"Non-medical causes of illness offered by psychiatric patients in a university hospital in the USA included 'God's Will' and the hex or evil eye. Psychoanalysis and Freudian views of the unconscious present us with a related set of beliefs that I think fit most comfortably with paranormal beliefs... While the aim of Freud was to make psychoanalysis part of natural science, it has not turned out that way, and Freudian explanations seem to be much closer to beliefs related to witchcraft in the way ...more
theme: biological perspectives on RELIGION

Approached: the evolutionary roots of belief
-main mechanism/concept: "THE BELIEF ENGINE":"that works on wholly unscientific principles: "It prefers quick decisions, it is bad with numbers, loves representativeness and sees patterns where there is only randomness. It is too often influenced by authority and it has liking for mysticism".
-the title of the book is based on Lewis Carrol's Through the Looking Glass, in which the White Queen explains to Alice t
Maurizio Codogno
Questo libro, dal sottotitolo "Le origini evolutive delle credenze", parte mettendo subito in chiaro che l'autore vuole far piazza pulita di tutte le credenze, religiose e no, che non siano sostenute da prove scientifiche; la causalità la deve fare da padrona. Il leit motiv del libro è per l'apunto l'ipotesi - parlare di "teoria" è un po' azzardato - che le credenze nascano non appena l'umanità ha iniziato a ragionare in termini di cause ed effetti; se quindi succedeva qualcosa, ci doveva essere ...more
The book's about the evolutionary origins of belief, which Wolpert ties to tool use, which is apparently not that common a theory, but it made sense. The basic idea is that human's ability to have causal beliefs, to wonder why something happened, is what gave us the ability to make complex tools and also leads to us having causal beliefs on which we base our lives. There's chapters on different types of beliefs people have in their lives that are common.

The one downside is that it killed a lot h
Steven Williams
The book was not as good as I thought it was going to be. It focused more on the subtilte part of the book. It was interesting. Although I thought his arguments could be valid, I did not think they were present very well. The debunking section was not that strong, and since that's why I wanted to read the book in the first place, hence my middle of the road rating.
Fire Kovarovic
I couldn't wait to get to this one! Professor Wolpert works at UCL where I was based as a student and staff member for 12 years. He is quite a character. I met him only a few times, once at a Q&A session that he moderated where I discovered that his wit and charm are both as big as his brain. Unfortunately, I couldn't quite get into the spirit of this book! I started reading it on several occasions since I bought it three years ago, but just can't ever convince myself to finish it. I am not ...more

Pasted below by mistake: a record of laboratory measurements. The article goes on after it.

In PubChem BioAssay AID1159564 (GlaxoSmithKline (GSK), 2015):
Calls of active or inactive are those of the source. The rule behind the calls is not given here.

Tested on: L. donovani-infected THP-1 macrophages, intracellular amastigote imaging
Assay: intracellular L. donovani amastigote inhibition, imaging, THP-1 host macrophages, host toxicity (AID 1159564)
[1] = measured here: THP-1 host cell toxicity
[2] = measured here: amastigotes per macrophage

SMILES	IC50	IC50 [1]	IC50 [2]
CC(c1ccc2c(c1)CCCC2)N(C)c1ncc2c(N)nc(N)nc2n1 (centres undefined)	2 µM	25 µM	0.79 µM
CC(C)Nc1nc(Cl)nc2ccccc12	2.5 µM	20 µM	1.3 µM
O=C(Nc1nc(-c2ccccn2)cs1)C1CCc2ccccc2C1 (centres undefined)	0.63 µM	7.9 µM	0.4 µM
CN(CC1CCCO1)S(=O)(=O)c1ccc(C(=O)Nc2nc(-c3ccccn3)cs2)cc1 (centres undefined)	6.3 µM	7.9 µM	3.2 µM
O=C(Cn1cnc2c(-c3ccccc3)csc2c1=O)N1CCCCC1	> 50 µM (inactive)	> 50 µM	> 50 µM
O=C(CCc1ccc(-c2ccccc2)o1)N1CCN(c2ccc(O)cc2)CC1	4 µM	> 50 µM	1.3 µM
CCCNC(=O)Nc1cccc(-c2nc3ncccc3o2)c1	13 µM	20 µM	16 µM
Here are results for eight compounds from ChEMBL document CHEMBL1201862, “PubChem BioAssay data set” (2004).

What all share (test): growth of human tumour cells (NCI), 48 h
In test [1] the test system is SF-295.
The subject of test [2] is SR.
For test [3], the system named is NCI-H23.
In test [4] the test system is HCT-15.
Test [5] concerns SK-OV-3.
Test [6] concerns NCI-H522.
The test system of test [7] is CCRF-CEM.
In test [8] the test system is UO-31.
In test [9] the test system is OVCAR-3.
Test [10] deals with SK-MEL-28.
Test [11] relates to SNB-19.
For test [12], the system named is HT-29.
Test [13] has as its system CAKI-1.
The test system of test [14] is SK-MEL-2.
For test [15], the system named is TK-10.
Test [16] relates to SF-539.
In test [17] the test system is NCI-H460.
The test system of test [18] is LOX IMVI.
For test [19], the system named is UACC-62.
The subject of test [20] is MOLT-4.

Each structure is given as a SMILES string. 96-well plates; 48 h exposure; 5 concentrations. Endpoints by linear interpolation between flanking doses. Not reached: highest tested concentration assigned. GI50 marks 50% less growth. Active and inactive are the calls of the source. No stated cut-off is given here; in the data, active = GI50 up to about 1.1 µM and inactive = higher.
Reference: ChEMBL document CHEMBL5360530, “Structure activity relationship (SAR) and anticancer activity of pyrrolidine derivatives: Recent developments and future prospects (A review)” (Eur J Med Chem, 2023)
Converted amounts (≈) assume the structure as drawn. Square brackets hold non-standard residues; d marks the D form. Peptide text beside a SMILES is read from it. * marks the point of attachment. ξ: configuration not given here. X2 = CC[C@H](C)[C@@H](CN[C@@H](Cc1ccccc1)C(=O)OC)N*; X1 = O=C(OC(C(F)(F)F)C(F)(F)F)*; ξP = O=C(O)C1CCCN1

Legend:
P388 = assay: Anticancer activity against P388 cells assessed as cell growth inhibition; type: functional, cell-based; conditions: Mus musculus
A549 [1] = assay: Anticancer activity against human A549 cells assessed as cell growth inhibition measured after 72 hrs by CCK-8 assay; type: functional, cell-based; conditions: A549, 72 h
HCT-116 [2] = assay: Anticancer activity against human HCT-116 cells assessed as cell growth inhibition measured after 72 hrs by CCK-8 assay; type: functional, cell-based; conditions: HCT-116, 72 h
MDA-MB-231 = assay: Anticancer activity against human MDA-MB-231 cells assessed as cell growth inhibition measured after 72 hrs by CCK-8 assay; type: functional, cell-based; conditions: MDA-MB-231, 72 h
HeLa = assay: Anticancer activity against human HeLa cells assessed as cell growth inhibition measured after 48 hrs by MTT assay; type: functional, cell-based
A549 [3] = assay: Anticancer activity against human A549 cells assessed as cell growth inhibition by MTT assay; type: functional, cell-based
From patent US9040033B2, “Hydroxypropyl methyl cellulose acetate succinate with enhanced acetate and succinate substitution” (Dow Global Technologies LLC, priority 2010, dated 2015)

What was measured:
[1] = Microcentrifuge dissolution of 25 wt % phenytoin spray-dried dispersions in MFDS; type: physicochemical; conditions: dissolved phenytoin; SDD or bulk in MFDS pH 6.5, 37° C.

Feb 06, 2008 Roly added it
Very interesting look at the evolutionary origins of belief. From the dawn of early man, the author argues, the brain circuitry for religion developed as a result of his endeavours with early technology/tool manufacture.
Comparisons are made between the effects of hallucinatory drugs and religious experiences on the same part of the brain. The author also looks at other irrational beliefs and quotes some fascinating experiments carried out in this field of brain chemistry. We may have a genetic
Samantha Schuller
For a casual reader, it's a little repetitive and takes its time getting to the meat of the ideas behind the central hypothesis of the book: that believing things without requiring solid evidence first is an evolutionary adaptation that humans needed to be a successful species. Good research, good ideas, but not as much fun to read as On Being Certain: Believing You're Right Even When You're Wrong, the book I preferred on this topic.
Although it's a very small book that can be read rather quickly, it's perfectly structured and the argument that belief or the search for a cause behind everything evolved from an understanding of cause and effect along with tool making seems plausible to me.

Since the text is a bit dry and repetitive I wouldn't recommend it, because there seem to be much better books on this topic. Incidentally, I just bought it because of its title and I'll be more cautious using this tactic in the future.